If you’ve been following along you’ll know that I am ready to put December in the rear-view mirror. And yet we are wrapping it up with a one-eyed Siamese cat that I like to imagine was sent to us from Spirit of Sporto. One of the toughest days of my life last spring was putting him and Bebe down the same morning and it has taken me a long time to reconcile that, even though it was absolutely necessary.

And I had some tough moments as a veterinarian, a realtor and a wife, not to mention a solo gal on a snowy ranch at the end of a long driveway this month.

This. This was a fun morning driving to Deer Lodge. Hey, Powell County- doing a bang up job on Woodworth road this year! (They are 80 drivers short this winter…)

And I watched an almost-recovered husband head down the driveway Friday morning to begin the onslaught that is his job on the front lines again today.

He texted me “65” after 3 hours of work today.

That’s the number of patients he had seen already.

Friday morning. Bye, Hon!

And its not sustainable and they are short staffed and the staff who are there are pissy and that’s to be expected and with the holidays most other clinics are closed and they have no windows and he isn’t fully recovered but we also haven’t dealt with how Covid has taken a toll on his mental health the past 6 months and another partner tested positive yesterday but he’s asymptomatic and Omicron is spreading like wildfire and I’m here and he’s there so I can’t force him to eat well and who has the time to eat well when you’re seeing 65 patients in just over 3 hours and your wife gets to live in the mountains with the cute new one-eyed kitten and there honestly is no end in sight and the real estate transaction is still happening but I’m not holding my breath but I’m cool even though I probably have to go and plow more snow when I finish this blog.

Surveying my handiwork (Big Red’s handiwork) on Christmas Eve; got to keep that open for Santa!

I probably won’t blog again until 2022.

That’s kind of neat, actually.

I’m choosing to remain the optimist I always have been (even if it borders on naivete.) I AM in the beautiful mountains with a cute new companion and I’m fortunate enough to have the kick-ass ’96 Ram with the guts and strength to move snow from here to there.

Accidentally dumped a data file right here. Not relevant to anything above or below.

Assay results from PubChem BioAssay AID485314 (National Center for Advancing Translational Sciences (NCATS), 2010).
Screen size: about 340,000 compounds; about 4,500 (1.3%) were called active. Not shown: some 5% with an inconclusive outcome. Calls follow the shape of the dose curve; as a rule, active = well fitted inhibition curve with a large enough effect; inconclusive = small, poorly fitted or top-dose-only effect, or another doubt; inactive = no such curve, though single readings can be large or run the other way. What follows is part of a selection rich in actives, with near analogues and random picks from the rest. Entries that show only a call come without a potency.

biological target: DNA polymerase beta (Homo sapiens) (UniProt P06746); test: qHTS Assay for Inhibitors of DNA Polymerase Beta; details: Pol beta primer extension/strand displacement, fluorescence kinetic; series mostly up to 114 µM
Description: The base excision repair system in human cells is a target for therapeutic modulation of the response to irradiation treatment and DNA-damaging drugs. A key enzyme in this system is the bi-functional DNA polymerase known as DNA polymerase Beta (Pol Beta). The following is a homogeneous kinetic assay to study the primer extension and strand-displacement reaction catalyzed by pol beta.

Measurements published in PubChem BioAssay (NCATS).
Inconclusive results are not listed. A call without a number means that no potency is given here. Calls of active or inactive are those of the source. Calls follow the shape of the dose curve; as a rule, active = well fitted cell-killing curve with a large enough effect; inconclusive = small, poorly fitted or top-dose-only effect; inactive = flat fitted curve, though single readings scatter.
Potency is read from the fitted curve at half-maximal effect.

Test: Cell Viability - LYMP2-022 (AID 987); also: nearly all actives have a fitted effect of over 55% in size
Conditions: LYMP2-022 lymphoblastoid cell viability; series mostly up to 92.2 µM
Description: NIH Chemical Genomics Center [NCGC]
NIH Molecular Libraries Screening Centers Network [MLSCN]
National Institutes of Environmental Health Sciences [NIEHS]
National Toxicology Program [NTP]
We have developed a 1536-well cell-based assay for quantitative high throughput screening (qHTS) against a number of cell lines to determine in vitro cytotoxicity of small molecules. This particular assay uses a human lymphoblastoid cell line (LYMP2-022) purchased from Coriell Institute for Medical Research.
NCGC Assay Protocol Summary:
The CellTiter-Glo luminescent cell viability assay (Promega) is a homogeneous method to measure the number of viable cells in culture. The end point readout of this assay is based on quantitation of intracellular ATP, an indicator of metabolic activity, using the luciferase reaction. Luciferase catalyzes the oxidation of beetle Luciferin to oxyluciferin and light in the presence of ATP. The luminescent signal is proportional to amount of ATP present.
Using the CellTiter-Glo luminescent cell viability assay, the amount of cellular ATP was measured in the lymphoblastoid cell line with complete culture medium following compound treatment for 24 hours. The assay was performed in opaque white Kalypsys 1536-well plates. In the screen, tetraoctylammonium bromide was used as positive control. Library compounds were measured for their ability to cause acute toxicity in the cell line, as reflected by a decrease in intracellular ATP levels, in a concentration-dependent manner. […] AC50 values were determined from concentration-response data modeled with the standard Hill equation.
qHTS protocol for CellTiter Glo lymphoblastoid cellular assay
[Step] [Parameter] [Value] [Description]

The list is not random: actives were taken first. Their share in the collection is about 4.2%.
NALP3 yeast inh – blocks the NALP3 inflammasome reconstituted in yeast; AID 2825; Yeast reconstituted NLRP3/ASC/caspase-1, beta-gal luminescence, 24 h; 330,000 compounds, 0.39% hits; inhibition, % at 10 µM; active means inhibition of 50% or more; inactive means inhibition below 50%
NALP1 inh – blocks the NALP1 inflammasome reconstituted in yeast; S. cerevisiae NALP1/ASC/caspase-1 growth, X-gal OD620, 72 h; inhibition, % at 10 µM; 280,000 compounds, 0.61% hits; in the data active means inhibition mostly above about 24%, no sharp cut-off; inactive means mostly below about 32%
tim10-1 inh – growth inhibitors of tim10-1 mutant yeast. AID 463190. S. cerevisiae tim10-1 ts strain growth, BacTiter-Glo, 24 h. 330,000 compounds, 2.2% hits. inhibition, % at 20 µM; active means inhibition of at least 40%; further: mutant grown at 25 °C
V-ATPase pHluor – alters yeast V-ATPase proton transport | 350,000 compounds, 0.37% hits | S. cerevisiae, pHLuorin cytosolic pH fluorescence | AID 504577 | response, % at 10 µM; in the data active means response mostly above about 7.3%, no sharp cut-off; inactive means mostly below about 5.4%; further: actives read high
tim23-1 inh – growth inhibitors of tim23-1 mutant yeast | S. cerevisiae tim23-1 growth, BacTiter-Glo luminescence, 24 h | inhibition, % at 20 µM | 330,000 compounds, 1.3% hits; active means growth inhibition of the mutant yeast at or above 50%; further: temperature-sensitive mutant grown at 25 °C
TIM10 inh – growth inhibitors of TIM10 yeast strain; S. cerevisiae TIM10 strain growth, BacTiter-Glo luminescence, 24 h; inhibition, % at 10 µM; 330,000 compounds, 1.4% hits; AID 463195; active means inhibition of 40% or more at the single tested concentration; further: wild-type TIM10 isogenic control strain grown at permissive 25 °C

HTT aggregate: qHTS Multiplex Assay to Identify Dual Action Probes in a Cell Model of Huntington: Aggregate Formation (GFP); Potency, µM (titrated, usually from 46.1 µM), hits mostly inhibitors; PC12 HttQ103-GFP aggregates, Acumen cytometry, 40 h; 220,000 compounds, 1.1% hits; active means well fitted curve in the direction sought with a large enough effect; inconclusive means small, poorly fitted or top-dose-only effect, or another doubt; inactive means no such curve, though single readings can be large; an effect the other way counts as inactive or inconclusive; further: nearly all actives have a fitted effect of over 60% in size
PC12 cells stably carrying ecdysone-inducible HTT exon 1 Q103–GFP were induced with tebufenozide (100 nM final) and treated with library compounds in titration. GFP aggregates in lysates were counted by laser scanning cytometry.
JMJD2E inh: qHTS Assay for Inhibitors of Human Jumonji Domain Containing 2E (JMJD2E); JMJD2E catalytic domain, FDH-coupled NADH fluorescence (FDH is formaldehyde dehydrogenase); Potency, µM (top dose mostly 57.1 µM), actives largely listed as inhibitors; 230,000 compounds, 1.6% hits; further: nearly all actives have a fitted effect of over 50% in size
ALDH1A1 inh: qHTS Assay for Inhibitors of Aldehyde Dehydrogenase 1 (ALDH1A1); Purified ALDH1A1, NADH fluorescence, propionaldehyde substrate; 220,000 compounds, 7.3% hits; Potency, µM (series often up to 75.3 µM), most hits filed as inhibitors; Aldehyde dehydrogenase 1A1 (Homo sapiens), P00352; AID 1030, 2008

I have friends and family who have had my back through thick and thin when I’ve put myself out there this month.

I’ve shared because I sometimes feel like my life is one big teachable moment but also because its one more coping mechanism I posses.

I use words.

And pictures.

“Use your own words, Cobalt!”

Here’s to Martini Uno Omni iCat Winkle Fyfe and everyone who sent in name suggestions! Here’s to Good Samaritans and to excellent veterinary team members.

Here’s to every like, e-hug, and comment everyone sent me this month.

And here’s to 2022. We got this.

Here’s to these two recovering
Christmas day selfies with Andy at the Roesner house!
Pre-leap towards Jessi during her pre-surgical exam on Tuesday
Welcome aboard, little one!

Insights from the Inside of Big Red (or, Covid Blows)

Jazzy Girl loves the snow!

To no one’s surprise, Alistair tested positive for covid last Monday. He’s been holed up at our house in Bismarck with a myriad of symptoms and days that are so-so interspersed with days that are better.

Not good or bad.

Just so-so and better.

He got the monoclonal antibody infusion Tuesday morning and he was fully vaccinated and he hasn’t needed supplemental oxygen or a hospital bed so there are those things to be thankful for.

Receiving his IV monoclonal antibodies.

Apparently up in Kalispell you get 4 injections in the muscle in one day if you’re getting the antibodies while in Bismarck its one IV infusion. I’m not sure if that means we are still just trying to figure our way through Covid or what.

I have said, from the beginning, that we’re going to know a lot more about Covid in a few more years.

So a lot of my mind has been taken up with thoughts of Alistair and the fact I’m being a shitty wife because I stayed in Montana so I could keep working both as a veterinarian and a realtor and not put my co-workers or the clinic at risk of shutting down.

Montana weather this past week

I hit a bit of my own rough patch this past week when it felt like I had maybe given up a little too much of myself even though I wouldn’t have done it any other way.

I had a very, very sad euthanasia mid week in Deer Lodge. I’m talking mega-sad. Not that any farewell appointment is easy. Nor do I mean to imply that I rate appointments like that. This one had so many… layers. It involved the entire clinic and a pet’s entire family and there were family dynamics that made everything so painfully poignant. And I had just met the pet and her family that day.

“Hi. I’m the Angel of Darkness!”

I drove home through 2 phases of the game, “Am I On The Road Right Now?” that night later than normal and woke up to my big real estate transaction careening off its own course days before closing. Phone calls, texts, voicemails, more phone calls and more texts and a few more phone calls later and we currently have an extension on the closing. If it makes it to closing. I was juggling 4 men and trying to find solutions between and for my buyer, his lender, my boss and the seller’s agent. I think everyone is content right now but we’ll see how the next 4 weeks go.